The Czech Republic has a long and rich history, especially the cities as old as Prague. However, one of the most historically relevant areas of the city is the Jewish Quarter, which has evidence of its existence dating back to the eleventh century.
The Spanish Synagogue, located in the heart of the Jewish Quarter, is not nearly as historical as some of the surrounding buildings. It was completed in 1868, which makes it almost 600 years younger than the nearby Old-New Synagogue. However, the Spanish Synagogue’s location and mysterious history make it as fascinating as its older neighbors.
The Old School or Altschule
Before the construction of the stunning Spanish Synagogue, the same site was home to a synagogue called the Old School, or Altschule. It had been built as early as the 12th century in the original Sephardi Jew settlement and was the oldest synagogue in the Jewish Quarter until its demolition. The Old School Synagogue faced many tragedies during its long existence. It had survived multiple fires, pillaging, and even being shut down by Emperor Leopold I. From the 1500s to the 1800s, the synagogue was remodeled five times.
Despite these difficulties, the Old School Synagogue made history by being the first synagogue in Prague to offer services for Reform congregations. Moreover, the Old School Synagogue was the first in Bohemia to have an organ, where composer František Škroup served as an organist. In the mid-1800s, it was becoming clear that the enduring Old School Synagogue was not large enough to serve the growing community. Eventually, it was demolished, and the Spanish Synagogue was built in its place.
Design of the Spanish Synagogue
The Spanish Synagogue is visually magnificent, but who designed it? The architect is actually unclear. Early sources show Vojtěch Ignác Ullmann created a plan for the building, but it appears that his original plan was not the one used in the construction. A second plan had been completed and followed, which Ullmann claimed as his own. However, no evidence supports this. Instead, it appears that Josef Niklas or Jan Bělský may be the synagogue’s designers, but further evidence is needed to find a concrete answer.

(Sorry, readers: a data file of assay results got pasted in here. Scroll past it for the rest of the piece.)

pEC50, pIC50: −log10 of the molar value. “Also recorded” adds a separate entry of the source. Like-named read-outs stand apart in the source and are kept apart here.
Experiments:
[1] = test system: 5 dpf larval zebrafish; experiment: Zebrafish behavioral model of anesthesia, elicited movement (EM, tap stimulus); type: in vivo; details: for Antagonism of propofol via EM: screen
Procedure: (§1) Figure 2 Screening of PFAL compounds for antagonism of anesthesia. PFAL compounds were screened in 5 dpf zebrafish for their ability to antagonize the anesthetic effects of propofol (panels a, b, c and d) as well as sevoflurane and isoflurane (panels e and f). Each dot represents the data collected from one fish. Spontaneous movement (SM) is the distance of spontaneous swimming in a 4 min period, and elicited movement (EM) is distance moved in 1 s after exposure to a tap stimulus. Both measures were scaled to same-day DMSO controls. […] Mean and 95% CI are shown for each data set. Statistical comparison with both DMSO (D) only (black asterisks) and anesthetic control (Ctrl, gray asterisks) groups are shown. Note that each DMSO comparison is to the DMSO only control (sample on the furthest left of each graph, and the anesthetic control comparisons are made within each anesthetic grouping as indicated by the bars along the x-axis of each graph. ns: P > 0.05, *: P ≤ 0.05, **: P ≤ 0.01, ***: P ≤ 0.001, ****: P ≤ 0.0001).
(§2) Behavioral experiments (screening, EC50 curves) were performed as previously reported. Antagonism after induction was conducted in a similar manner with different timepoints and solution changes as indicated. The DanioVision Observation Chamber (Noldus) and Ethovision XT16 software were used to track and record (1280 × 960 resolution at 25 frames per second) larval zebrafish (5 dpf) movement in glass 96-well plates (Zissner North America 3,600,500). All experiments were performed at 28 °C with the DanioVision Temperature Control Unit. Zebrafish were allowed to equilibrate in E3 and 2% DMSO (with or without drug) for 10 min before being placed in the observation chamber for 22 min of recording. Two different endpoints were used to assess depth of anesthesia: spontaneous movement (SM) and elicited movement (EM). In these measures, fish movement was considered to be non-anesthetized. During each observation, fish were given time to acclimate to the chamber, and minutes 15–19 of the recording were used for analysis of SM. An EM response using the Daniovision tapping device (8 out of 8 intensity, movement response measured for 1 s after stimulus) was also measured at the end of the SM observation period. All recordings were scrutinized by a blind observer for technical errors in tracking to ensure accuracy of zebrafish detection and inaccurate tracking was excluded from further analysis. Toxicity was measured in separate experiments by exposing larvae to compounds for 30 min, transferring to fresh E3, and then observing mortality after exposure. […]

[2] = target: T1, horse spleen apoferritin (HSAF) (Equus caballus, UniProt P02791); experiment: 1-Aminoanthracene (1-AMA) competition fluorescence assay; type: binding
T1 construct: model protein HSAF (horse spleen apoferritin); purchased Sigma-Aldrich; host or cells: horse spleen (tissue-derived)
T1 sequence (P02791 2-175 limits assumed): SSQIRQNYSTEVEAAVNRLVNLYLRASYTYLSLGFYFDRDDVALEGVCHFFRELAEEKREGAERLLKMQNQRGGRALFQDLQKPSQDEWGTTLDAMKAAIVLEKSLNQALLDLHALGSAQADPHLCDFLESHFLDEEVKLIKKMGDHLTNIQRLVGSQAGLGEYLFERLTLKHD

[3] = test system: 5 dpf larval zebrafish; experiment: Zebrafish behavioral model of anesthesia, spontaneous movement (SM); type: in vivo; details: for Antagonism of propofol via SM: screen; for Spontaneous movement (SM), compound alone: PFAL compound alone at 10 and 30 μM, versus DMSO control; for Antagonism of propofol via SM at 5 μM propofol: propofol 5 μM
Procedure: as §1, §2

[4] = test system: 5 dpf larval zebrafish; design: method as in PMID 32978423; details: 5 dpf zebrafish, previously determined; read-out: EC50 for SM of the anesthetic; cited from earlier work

Regardless of the unknown architect, it cannot be argued that the Spanish Synagogue design is unforgettable. The synagogue is considered Moorish, which is a style of Islamic architecture. The stunning archways, repeating patterns, and vegetative designs seen throughout the synagogue are common characteristics of Moorish architecture. Ironically, this style does not come directly from Spain but from the Moors, a term for the Muslim peoples that originate from North Africa.
Why was it named that way?
Considering this, it would make more sense for the synagogue to be called the Moorish Synagogue or something similar. The actual reason for the synagogue’s name is another mystery. Written evidence of the name “Spanish Synagogue” only appears post-World War II, suggesting that it had a different name previously. One of the reasons it may be called the Spanish Synagogue is due to the fact that the Moors conquered and ruled Spain, Portugal, and areas of France for hundreds of years. Therefore, much of Moorish architecture exists within Western and Central Europe. One famous example is the Mosque of Córdoba, which is now a Catholic Cathedral in Spain.
The Spanish Synagogue’s mysterious past is fascinating, and more research is being done to solve it. The synagogue itself serves as a museum. Recently, the synagogue unveiled the current permanent exhibition, Jews in the Czech Lands in the 19th and 20th Centuries, after an 18-month renovation. The synagogue also holds many classical concerts and events. While it is currently closed, the Spanish Synagogue is worth visiting as soon as possible for its striking interior and historical worth.